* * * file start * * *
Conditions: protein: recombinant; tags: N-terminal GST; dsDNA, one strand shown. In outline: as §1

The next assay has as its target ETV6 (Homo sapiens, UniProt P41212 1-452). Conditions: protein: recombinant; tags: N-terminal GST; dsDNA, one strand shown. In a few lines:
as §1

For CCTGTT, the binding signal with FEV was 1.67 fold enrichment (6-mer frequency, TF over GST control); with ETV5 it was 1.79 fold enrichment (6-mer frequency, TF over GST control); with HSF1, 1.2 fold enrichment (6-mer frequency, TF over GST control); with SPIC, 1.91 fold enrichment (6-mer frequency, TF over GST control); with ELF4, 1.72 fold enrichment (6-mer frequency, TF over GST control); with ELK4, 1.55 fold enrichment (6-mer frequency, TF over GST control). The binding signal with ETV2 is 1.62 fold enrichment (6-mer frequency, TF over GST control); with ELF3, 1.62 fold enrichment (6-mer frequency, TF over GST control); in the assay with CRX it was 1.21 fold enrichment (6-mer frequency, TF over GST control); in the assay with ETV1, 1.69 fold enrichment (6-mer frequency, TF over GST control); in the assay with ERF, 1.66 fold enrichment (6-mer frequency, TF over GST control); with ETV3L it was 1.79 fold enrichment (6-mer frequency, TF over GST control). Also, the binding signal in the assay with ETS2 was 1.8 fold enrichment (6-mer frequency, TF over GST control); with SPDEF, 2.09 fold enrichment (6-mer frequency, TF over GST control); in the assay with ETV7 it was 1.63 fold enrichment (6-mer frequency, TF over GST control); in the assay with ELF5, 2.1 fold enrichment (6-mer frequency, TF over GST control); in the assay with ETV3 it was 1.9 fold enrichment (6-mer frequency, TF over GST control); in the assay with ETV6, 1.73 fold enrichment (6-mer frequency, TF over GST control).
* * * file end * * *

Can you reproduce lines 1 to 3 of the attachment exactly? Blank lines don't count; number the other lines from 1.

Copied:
Conditions: protein: recombinant; tags: N-terminal GST; dsDNA, one strand shown. In outline: as §1

The next assay has as its target ETV6 (Homo sapiens, UniProt P41212 1-452). Conditions: protein: recombinant; tags: N-terminal GST; dsDNA, one strand shown. In a few lines:
as §1